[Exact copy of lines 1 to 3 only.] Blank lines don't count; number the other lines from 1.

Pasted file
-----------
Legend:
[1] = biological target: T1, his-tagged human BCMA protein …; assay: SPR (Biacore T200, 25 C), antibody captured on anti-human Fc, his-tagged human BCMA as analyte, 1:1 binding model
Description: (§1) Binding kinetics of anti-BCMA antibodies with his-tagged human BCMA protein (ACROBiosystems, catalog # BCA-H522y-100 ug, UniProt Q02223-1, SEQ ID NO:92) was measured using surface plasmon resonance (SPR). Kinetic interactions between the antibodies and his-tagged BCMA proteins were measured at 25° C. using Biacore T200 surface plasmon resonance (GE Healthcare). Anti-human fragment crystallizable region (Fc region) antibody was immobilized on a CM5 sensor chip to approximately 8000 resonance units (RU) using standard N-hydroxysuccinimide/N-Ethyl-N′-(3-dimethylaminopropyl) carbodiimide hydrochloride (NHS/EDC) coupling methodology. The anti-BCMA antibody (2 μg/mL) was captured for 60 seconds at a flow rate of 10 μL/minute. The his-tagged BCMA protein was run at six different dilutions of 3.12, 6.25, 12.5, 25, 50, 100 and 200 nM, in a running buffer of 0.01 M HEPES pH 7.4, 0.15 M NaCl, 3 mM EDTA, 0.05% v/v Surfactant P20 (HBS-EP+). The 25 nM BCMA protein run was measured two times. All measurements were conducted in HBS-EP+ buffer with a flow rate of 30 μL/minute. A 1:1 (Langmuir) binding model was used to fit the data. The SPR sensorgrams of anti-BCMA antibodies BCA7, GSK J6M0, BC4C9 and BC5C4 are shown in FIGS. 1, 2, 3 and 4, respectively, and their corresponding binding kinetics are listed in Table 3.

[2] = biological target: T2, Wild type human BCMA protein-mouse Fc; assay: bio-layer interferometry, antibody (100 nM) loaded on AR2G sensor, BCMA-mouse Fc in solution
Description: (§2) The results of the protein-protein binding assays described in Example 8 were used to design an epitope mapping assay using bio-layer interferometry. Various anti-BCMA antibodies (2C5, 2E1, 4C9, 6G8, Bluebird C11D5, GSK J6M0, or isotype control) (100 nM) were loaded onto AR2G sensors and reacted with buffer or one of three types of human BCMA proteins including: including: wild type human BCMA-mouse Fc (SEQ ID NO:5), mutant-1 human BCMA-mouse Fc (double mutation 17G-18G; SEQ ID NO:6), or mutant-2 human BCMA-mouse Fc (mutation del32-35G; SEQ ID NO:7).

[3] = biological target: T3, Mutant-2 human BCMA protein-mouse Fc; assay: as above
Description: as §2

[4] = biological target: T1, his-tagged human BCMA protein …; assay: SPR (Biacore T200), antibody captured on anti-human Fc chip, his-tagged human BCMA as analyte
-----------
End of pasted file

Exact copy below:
Legend:
[1] = biological target: T1, his-tagged human BCMA protein …; assay: SPR (Biacore T200, 25 C), antibody captured on anti-human Fc, his-tagged human BCMA as analyte, 1:1 binding model
Description: (§1) Binding kinetics of anti-BCMA antibodies with his-tagged human BCMA protein (ACROBiosystems, catalog # BCA-H522y-100 ug, UniProt Q02223-1, SEQ ID NO:92) was measured using surface plasmon resonance (SPR). Kinetic interactions between the antibodies and his-tagged BCMA proteins were measured at 25° C. using Biacore T200 surface plasmon resonance (GE Healthcare). Anti-human fragment crystallizable region (Fc region) antibody was immobilized on a CM5 sensor chip to approximately 8000 resonance units (RU) using standard N-hydroxysuccinimide/N-Ethyl-N′-(3-dimethylaminopropyl) carbodiimide hydrochloride (NHS/EDC) coupling methodology. The anti-BCMA antibody (2 μg/mL) was captured for 60 seconds at a flow rate of 10 μL/minute. The his-tagged BCMA protein was run at six different dilutions of 3.12, 6.25, 12.5, 25, 50, 100 and 200 nM, in a running buffer of 0.01 M HEPES pH 7.4, 0.15 M NaCl, 3 mM EDTA, 0.05% v/v Surfactant P20 (HBS-EP+). The 25 nM BCMA protein run was measured two times. All measurements were conducted in HBS-EP+ buffer with a flow rate of 30 μL/minute. A 1:1 (Langmuir) binding model was used to fit the data. The SPR sensorgrams of anti-BCMA antibodies BCA7, GSK J6M0, BC4C9 and BC5C4 are shown in FIGS. 1, 2, 3 and 4, respectively, and their corresponding binding kinetics are listed in Table 3.